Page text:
GrokSurf's San Diego

Local observations on water, environment, technology, law & politics

San Diego initiates legal action on bay contamination

Posted by George J Janczyn on October 21, 2009

We just had news about additional groundwater contamination near Qualcomm Stadium and now comes a report that the city filed a lawsuit against over a dozen companies, the port district, and the Navy over contamination in San Diego Bay.  San Diego CityBeat broke the news with a detailed story on Tuesday and also posted a copy of the lawsuit.  The San Diego Union-Tribune has a report in today’s paper.  Here are relevant links:

 

One Response to “San Diego initiates legal action on bay contamination”

  1. GrokSurf said

    A comment from La Playa Heritage posted to the San Diego Union-Tribune report added some interesting details to this story. I’m reprinting a slightly edited version here with La Playa Heritage’s permission.

    The complaint by Gordon & Rees is great in that it discusses the historical sources of pollution, but forgets to add the City of San Diego as a major Polluter and as the main cause of paint in San Diego Bay sediments. This project should be a Federal Superfund Site because of the historic contamination and dumping of raw sewage by everyone who lived in San Diego from 1850 to 1963.

    Prior to 1941, all sewage in the City of San Diego east to Lemon Grove was dumped directly into San Diego Bay through the City of San Diego’s storm drains and sewer system. During WW II the City of San Diego created a waste plant that emptied into San Diego Bay in the middle of the 32nd Street Naval Station yard. Because of WW II and the unaccounted for influx of navy personnel, the sewage treatment plant overflowed and was out of capacity before it was built and online.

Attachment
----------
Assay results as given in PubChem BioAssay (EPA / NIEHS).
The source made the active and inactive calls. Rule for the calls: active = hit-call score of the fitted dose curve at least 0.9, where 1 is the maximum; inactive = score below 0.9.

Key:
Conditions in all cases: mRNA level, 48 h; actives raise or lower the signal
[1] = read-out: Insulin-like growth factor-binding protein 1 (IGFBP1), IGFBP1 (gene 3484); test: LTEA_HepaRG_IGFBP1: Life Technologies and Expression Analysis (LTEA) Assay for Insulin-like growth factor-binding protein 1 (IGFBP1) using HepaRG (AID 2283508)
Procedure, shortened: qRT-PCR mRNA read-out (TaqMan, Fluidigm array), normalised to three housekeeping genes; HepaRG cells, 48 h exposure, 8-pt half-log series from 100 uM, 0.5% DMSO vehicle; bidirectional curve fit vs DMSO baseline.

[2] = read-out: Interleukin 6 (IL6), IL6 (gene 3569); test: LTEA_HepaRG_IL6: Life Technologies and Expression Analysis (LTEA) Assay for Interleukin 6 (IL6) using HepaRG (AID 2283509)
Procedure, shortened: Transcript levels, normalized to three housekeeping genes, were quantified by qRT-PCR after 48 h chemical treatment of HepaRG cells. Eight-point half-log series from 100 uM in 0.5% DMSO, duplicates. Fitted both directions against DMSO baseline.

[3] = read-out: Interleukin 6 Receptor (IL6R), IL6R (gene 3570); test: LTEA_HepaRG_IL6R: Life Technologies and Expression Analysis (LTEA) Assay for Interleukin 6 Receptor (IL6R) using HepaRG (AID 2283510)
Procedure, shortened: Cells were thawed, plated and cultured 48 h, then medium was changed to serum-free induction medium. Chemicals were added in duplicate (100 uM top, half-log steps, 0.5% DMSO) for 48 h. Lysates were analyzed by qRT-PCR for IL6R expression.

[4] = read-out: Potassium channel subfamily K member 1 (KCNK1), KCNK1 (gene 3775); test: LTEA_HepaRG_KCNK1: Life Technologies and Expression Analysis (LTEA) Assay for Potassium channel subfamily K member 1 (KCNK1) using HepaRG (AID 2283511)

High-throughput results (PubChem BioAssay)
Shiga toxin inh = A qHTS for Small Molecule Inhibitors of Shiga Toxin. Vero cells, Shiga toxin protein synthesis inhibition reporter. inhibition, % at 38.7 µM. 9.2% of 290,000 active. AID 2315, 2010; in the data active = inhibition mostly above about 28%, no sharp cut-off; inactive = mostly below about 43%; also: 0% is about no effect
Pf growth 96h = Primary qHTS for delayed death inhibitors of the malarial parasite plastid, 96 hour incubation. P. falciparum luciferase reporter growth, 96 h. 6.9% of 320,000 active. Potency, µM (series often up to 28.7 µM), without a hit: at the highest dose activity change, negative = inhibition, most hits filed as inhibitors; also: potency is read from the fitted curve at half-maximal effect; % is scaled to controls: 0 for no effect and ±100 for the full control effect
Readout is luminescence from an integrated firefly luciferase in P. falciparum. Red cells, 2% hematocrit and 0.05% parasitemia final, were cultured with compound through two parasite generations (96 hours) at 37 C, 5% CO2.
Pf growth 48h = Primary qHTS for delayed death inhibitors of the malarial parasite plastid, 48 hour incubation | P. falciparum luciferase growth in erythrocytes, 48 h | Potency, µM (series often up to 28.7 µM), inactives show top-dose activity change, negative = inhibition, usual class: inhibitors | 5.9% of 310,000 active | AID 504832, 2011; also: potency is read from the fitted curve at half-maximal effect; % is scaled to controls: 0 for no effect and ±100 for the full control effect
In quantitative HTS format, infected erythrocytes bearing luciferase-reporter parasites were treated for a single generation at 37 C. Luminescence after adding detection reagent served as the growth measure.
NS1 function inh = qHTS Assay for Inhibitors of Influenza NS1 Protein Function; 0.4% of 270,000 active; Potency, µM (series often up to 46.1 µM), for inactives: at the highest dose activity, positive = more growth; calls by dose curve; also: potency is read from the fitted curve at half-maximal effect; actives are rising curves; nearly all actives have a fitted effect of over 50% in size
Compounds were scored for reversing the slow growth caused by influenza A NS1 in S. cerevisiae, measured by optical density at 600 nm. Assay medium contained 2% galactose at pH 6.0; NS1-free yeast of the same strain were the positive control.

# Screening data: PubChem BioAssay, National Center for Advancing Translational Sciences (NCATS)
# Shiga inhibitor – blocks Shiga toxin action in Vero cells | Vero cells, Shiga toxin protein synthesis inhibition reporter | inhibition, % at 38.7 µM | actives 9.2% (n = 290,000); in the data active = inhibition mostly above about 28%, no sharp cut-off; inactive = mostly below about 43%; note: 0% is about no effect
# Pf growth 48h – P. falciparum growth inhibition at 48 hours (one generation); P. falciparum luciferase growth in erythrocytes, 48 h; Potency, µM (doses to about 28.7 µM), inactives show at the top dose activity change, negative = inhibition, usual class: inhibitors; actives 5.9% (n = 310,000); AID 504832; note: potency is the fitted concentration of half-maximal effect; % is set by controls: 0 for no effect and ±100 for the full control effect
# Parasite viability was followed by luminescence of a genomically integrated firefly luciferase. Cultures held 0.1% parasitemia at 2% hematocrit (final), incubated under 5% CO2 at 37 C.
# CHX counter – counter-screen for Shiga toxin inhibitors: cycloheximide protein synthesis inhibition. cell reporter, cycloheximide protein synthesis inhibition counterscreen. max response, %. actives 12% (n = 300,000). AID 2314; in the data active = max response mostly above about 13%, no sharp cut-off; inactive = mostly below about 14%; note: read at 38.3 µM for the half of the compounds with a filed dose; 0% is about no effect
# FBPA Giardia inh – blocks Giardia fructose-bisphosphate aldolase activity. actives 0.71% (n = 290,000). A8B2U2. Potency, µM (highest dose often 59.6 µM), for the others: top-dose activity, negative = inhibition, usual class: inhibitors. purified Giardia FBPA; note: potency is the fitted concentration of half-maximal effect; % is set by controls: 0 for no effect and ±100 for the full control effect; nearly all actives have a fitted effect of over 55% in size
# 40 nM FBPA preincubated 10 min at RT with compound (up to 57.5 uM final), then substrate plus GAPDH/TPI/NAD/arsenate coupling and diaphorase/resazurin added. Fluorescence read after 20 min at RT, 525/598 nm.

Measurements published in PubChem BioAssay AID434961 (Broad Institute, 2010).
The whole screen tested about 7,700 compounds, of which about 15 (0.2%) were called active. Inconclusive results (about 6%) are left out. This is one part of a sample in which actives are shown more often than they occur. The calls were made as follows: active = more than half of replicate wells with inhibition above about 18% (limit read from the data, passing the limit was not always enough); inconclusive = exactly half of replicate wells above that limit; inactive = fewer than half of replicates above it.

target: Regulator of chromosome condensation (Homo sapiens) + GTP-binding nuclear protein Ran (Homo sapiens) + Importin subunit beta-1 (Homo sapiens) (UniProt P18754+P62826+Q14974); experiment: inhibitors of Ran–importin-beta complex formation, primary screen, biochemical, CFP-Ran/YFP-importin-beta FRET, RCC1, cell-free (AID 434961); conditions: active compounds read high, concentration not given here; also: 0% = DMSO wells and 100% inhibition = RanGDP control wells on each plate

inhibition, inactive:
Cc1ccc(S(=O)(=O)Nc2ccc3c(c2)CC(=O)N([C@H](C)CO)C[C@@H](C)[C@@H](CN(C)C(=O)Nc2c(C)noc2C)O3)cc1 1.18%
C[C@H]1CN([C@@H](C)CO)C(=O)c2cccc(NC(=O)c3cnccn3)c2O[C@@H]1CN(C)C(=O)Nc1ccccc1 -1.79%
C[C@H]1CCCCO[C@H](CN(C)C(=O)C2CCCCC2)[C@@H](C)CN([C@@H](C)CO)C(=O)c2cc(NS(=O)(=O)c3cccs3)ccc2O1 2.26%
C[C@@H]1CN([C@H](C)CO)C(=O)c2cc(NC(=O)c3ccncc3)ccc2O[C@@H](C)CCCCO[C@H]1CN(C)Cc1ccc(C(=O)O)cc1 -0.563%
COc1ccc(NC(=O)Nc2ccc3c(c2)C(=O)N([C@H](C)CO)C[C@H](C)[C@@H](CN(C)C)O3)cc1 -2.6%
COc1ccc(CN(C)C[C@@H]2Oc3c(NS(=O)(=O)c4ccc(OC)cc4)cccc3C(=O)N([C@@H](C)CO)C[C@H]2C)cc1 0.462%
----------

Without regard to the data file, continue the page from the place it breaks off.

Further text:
When the Navy’s mothball fleet was decommissioned after World War II, the United States mothball fleet was home ported at the 32nd Street Naval Station. In 1952, the City of San Diego dumped 50 million gallons of raw sewage a day into the San Diego Bay as overflow from the City owned sewer system.

    See the 1955 report for an investigation into damage to paint on the Navy mothball fleet. The Reserve Fleet was disintegrating, falling apart, and rusting due to the acidic nature of the raw City of San Diego sewage. The raw sewage created pitting and corrosion of the reserve fleet. “Inactive ships of the Pacific Reserve Fleet moored in San Diego Bay are being heavily damaged by intense pitting corrosion of their plates. The highest concentration of pits occurs in a narrow zone about six inches wide just below the water line.” Massive amount of paint was corroded off the Navy ships into the Bay sediments. The Navy’s mothball fleet was moved out of San Diego Bay, and the City of San Diego opened up the Point Loma Waste Water Treatment Plant in 1963 to divert the raw sewage from entering San Diego Bay and destroying our National Homeland Security.

    The complaint is also wrong in that the NASSCO shipyard moved into the area of sediment contamination in 1960, not 1945 as documented in the complaint. There are many scientific reports of dead zones and black sludge beds in east San Diego Bay before NASSCO moved into the area in 1960.

    The City of San Diego also forgot about the 1913 Standard Oil fire where all 12 tanks and the warehouse went up in flames and spilled multi-million gallons of gasoline, crude oil, and kerosene into San Diego Bay. The sediments contaminated by the 1913 fuel spill were then covered up by reclaimed tidelands that created the shipyard areas.

    The City of San Diego is very much to blame for the dumping of sewage, the historic contamination of Chollas Creek, and the storm drains that empty into the bay before the existence of the shipyards.

    http://www.flickr.com/photos/laplayaheritage/

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